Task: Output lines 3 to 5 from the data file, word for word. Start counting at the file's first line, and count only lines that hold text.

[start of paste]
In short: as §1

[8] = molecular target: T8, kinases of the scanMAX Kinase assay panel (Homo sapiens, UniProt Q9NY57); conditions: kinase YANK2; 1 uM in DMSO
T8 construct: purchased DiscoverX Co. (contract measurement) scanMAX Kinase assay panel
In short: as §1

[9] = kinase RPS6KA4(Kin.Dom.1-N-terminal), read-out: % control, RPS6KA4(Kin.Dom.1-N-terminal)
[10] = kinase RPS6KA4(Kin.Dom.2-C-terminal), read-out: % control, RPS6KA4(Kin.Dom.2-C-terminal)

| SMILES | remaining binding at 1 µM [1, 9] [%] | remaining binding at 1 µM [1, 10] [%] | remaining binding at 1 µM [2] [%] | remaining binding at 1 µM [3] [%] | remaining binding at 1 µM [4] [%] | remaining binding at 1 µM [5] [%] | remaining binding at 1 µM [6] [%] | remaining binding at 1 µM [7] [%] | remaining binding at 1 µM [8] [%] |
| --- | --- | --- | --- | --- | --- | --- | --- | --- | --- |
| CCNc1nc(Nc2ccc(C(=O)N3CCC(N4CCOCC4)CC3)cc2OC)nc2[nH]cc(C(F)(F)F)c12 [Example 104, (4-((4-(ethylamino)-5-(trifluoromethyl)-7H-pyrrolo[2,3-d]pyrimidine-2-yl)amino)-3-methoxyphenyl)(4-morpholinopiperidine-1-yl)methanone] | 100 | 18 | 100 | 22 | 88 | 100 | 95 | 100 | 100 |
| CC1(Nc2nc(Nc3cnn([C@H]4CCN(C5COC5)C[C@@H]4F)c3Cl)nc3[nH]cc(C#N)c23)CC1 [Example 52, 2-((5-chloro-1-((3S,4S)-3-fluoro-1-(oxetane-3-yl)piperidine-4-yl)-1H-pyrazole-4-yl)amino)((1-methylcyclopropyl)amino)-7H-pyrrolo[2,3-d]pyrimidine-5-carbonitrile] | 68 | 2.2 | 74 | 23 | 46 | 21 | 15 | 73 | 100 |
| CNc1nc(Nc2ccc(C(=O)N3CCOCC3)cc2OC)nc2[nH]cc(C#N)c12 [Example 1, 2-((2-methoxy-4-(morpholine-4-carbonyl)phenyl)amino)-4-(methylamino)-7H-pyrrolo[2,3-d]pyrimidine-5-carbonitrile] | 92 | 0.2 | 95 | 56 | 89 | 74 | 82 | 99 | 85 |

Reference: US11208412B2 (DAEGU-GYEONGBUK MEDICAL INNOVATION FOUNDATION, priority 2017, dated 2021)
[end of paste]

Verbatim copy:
T8 construct: purchased DiscoverX Co. (contract measurement) scanMAX Kinase assay panel
In short: as §1

[9] = kinase RPS6KA4(Kin.Dom.1-N-terminal), read-out: % control, RPS6KA4(Kin.Dom.1-N-terminal)